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Humphrey Bogart stars as one of five disreputable adventurers who are trying to get uranium out of East Africa. Bogart's associates include pompous fraud Robert Morley, and Peter Lorre as the German-accented "O'Hara", whose wartime record is forever a source of speculation and suspicion. Becoming involved in Bogart's machinations are a prim British married couple (Edward Underdown and blonde-wigged Jennifer Jones). As a climax to their many misadventures and double-crosses, the uranium seekers end up facing extermination by an Arab firing squad. The satirical nature of Beat the Devil eluded many moviegoers in 1953, and the film was a failure. The fact that the picture attained cult status in lesser years failed to impress its star Humphrey Bogart, who could only remember that he lost a considerable chunk of his own money when he became involved in the project. Peter Viernick worked on the script on an uncredited basis. Beat the Devil eventually fell into public domain, leading to numerous inferior editions by second and third-tiered labels. ~ Hal Erickson, Rovi
Beat the Devil is too comedy to be an adventure movie and too much of an adventure movie to be a comedy. You'd think getting John Huston & Humphrey Bogart (and Peter Lorre, too!) together again would be a great thing but the more I see of Bogart's filmography from the 50s, the more I realize that it just wasn't his decade. Beat the Devil is just a collection of unrealized possibilities. A great con picture that never happened, a great heist picture that could've been and what in the hell could possibly possess a man to choose Jennifer Jones over Gina Lollobrigida? Beyond that you're just in for some nice scenery (Lollobrigida included) and a mess hiding behind the guise of amusement at the end.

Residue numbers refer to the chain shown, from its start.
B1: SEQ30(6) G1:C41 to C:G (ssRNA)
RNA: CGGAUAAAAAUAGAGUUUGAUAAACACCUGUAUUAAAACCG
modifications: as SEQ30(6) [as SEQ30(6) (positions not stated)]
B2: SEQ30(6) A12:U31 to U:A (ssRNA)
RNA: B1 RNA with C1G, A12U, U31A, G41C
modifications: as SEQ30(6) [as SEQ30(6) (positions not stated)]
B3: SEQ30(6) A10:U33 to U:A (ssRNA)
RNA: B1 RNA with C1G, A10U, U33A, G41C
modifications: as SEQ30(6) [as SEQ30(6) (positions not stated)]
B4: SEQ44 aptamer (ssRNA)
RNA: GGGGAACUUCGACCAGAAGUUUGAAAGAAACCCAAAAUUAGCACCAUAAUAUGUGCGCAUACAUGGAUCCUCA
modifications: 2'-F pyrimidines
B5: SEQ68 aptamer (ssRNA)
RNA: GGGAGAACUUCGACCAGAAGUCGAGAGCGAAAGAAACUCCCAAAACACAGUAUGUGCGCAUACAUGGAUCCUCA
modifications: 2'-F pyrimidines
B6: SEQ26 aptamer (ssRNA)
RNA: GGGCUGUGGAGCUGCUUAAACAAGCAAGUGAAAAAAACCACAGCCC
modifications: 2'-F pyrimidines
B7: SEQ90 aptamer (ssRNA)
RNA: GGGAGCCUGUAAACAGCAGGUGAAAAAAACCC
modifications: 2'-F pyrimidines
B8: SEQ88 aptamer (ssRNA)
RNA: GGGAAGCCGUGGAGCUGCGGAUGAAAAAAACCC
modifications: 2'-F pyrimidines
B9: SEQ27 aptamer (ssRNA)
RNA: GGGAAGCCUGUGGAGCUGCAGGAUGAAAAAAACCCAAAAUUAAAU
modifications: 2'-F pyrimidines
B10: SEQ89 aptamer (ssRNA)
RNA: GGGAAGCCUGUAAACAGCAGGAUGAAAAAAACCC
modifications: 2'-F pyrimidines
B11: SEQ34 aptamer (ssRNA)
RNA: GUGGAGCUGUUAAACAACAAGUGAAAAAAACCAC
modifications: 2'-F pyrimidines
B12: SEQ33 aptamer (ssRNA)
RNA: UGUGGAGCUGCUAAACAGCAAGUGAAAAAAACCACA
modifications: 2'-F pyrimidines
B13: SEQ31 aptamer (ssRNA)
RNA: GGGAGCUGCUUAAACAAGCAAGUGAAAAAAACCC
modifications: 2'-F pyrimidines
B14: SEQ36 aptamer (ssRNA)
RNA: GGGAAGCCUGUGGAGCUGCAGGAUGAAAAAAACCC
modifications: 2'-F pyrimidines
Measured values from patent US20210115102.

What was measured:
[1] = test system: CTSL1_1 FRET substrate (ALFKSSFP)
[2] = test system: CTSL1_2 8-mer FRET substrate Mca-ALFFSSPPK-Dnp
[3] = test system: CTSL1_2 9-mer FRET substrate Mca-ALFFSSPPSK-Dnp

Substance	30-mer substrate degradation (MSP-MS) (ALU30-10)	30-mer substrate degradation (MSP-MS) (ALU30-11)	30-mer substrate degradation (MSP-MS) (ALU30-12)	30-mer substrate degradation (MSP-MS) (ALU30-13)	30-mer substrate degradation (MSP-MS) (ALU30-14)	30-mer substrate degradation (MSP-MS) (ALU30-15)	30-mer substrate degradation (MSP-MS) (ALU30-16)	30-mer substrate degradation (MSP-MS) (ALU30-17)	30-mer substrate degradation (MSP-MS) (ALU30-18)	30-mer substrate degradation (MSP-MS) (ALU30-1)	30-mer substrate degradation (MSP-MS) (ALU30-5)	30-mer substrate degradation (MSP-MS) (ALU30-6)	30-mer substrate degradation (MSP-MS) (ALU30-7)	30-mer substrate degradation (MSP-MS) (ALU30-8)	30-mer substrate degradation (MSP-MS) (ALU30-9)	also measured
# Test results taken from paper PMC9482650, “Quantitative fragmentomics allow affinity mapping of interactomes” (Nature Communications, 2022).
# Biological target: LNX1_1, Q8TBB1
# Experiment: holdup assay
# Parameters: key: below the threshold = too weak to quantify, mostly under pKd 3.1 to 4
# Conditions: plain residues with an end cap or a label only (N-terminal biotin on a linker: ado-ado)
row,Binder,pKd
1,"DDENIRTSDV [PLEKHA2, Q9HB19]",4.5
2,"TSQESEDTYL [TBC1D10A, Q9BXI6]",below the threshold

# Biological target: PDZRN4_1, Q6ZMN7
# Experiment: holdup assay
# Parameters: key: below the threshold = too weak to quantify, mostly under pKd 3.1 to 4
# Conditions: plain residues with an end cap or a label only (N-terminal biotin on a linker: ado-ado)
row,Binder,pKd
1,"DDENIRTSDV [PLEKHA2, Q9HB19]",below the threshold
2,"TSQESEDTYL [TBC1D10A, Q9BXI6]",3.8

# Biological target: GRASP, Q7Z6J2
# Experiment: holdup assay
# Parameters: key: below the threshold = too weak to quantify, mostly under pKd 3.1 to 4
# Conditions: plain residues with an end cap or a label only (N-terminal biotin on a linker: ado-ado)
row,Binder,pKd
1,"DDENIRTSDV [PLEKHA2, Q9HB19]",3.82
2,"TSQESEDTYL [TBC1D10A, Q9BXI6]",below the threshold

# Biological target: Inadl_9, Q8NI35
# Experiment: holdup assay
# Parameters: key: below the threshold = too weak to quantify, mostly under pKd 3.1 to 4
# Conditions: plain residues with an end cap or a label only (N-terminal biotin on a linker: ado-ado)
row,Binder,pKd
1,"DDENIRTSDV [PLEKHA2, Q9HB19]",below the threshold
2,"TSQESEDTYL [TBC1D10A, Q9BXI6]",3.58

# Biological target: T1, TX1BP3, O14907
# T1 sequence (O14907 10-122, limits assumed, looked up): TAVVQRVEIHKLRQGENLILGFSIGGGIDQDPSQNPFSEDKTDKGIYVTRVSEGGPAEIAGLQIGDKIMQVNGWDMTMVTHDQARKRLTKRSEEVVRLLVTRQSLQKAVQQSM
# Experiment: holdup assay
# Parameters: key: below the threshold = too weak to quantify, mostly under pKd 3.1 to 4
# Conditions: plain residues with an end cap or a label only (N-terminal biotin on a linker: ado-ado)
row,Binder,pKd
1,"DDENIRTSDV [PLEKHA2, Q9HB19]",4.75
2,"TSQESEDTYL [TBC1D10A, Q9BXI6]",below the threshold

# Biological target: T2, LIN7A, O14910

An oddball collection of individuals from varying backgrounds and parts of the globe board a ship bound for Africa to seek their fortunes. Obviously an homage to Huston's classic debut The Maltese Falcon, Beat The Devil is a curious mix of comedy and intrigue that doesn't really work as either. The collection of racial stereotypes on display farcically bumping into each other, engaging in affairs and hushed conversations made it feel like an Agatha Christie murder mystery; but with out the murder. Or the mystery. Bogie coasts through the film with a look of mild amusement exercising his usual dry wit and Robert Morley seems to be doing a kind of stuffy Sidney Greenstreet impersonation, but all the characters are really rather annoying and it's kind of difficult to care what happens to any of them. The ladies were easy on the eye and Bogart is always worth watching but during the whole thing I just wished I was watching Across the Pacific instead.
with more fast shuffling than any fred and ginger effort, and much like "the usual suspects" wherein all are guilty until...well, forget about 'em not being guilty is all, and with a wink and a smile tossed in for spice, this is a bankers holiday for all involved and it shows. jennifer jones nearly steals the show and would if there wasn't such stiff competition. not an honest scene in this stew of lovable rogues out for a con.
One of those on-the-fence movies that doesn't make any egregious mistakes, yet doesn't offer enough for a recommendation either. Bogart is only OK in this mild Maltese Falconesque spoof, added inside jokery comes with the inclusion of Peter Lorre but he sadly has little to do. Robert Morley comes off best in the Sydney Greenstreet role as the shady financier. I didn't care at all for Jennifer Jones who runs about her emotions like a headless chicken, but one word will suffice for Gina Lollobrigida - wow. A promising idea, made moreso with a script by director John Huston and Truman Capote(!), failing to deliver satisfactorily.